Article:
The global AIDS epidemic may be worse than previously thought. A new report from UNAIDS, the United Nations' AIDS program, reveals that last year's global estimates were way off: New HIV infections in 1996 amounted to 5.3 million, not 3.1 million as reported last December. This year there have already been an estimated 5.8 million new infections, bringing the total number of people living with HIV to some 30 million worldwide.
Previous calculations grossly underestimated the rate of transmission, particularly in sub-Saharan Africa, where two-thirds of people with HIV live, according to the report. The virus is fast reducing life expectancy to levels of 40 years ago. The hardest hit region is Southern Africa: In Botswana, for example, 25% to 30% of the adult population is believed to be HIV-positive. Numerically, though, the greatest growth in AIDS cases is expected in densely populated countries of South Asia and India. "The worst is still to come," says the report.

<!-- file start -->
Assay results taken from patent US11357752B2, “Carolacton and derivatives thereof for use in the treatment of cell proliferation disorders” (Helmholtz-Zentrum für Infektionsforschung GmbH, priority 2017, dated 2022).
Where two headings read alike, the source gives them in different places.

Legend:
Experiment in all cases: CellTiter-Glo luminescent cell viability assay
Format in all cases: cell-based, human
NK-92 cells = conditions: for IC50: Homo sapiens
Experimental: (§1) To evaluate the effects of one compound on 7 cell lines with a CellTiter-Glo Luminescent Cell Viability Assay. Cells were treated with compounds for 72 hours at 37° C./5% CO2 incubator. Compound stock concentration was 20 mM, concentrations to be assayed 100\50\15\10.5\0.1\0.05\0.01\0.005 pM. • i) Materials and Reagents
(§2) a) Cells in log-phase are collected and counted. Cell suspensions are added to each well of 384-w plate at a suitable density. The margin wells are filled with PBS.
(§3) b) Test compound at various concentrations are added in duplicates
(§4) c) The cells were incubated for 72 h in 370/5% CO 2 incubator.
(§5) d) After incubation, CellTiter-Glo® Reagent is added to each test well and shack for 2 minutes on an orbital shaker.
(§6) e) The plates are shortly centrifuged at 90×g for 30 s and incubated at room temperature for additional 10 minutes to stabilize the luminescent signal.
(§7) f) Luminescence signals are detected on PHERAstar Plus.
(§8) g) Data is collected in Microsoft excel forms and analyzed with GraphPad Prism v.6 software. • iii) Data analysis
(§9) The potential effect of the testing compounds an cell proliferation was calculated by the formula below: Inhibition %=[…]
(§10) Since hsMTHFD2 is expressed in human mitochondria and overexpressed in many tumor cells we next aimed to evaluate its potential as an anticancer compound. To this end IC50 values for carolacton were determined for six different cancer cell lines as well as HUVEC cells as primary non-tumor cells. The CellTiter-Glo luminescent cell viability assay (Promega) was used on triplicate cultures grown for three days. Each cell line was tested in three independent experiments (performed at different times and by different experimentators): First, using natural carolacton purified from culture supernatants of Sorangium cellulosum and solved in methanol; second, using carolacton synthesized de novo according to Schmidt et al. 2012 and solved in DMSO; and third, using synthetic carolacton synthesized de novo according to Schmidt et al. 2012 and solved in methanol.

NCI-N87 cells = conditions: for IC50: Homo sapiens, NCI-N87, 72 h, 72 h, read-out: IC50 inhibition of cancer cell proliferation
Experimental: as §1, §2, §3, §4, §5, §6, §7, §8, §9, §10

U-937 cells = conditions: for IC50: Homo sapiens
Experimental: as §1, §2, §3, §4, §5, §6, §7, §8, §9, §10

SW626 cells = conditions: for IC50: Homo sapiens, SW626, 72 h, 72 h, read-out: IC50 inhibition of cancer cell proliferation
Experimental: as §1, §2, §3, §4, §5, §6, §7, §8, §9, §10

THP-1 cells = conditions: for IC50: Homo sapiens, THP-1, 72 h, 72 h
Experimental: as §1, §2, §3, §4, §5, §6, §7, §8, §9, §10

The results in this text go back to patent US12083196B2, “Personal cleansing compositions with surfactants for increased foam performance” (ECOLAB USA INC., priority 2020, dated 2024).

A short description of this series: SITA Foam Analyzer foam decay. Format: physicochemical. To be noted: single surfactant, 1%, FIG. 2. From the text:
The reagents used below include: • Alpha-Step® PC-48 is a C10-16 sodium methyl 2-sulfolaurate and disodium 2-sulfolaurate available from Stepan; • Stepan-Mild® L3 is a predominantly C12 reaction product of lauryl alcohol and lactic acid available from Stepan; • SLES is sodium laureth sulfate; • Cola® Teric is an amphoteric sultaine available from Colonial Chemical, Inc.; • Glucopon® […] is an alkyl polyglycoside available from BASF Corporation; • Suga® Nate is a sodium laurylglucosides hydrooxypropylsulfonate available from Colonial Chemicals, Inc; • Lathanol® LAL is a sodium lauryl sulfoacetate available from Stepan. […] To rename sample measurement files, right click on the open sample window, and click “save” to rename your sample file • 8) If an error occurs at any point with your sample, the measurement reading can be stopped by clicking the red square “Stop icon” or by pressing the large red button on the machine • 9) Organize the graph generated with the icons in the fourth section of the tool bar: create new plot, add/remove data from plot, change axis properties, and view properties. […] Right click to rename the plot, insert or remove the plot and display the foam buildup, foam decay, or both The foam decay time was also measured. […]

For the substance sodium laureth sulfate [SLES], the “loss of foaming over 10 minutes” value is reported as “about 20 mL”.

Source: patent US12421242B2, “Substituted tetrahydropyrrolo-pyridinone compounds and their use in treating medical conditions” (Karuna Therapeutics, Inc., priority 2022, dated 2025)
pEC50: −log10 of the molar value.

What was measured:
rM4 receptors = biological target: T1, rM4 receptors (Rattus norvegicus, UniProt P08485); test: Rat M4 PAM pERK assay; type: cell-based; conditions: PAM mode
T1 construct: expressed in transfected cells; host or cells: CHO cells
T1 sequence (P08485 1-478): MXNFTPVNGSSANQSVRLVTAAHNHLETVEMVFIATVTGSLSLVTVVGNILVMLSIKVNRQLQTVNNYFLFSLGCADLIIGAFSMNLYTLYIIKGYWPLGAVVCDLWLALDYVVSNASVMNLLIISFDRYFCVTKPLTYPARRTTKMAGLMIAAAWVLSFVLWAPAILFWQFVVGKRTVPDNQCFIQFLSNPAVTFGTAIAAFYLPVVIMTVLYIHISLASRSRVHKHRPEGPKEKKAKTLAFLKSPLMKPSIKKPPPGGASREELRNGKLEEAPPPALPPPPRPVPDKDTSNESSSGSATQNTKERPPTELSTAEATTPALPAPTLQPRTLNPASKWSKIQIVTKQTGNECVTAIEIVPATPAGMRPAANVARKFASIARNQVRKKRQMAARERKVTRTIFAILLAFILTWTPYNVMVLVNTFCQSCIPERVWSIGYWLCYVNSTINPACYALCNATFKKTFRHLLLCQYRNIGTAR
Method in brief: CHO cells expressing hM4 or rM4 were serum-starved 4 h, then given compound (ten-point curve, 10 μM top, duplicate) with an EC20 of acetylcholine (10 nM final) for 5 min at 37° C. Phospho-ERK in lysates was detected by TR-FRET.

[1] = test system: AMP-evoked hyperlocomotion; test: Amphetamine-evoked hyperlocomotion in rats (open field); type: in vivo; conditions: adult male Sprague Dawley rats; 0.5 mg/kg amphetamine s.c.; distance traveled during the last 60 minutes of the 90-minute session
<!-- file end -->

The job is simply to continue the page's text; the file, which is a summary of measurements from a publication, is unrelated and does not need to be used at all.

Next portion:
That grim conclusion is reinforced by a second report, from the U.S. Agency for International Development (USAID). The agency warns that the growing number of orphans created by AIDS means a concurrent growth not only of disease, but of hopelessness, ignorance, crime, vagrancy, starvation, and social disorder. USAID surveyed 23 countries with HIV rates of 5% or higher--19 of them in sub-Saharan Africa. Children who have lost one or both parents to AIDS will make up one-third of the population under age 15 in some areas by 2000, it estimates.
Nils Daulaire, senior adviser for health, children's, and women's issues at USAID, calls the prognosis "staggering," adding that "this is the first time we have hard data." The report calls for new efforts to improve the economic status of widowed mothers and to strengthen community resources to raise and educate children whose families have been laid waste by AIDS.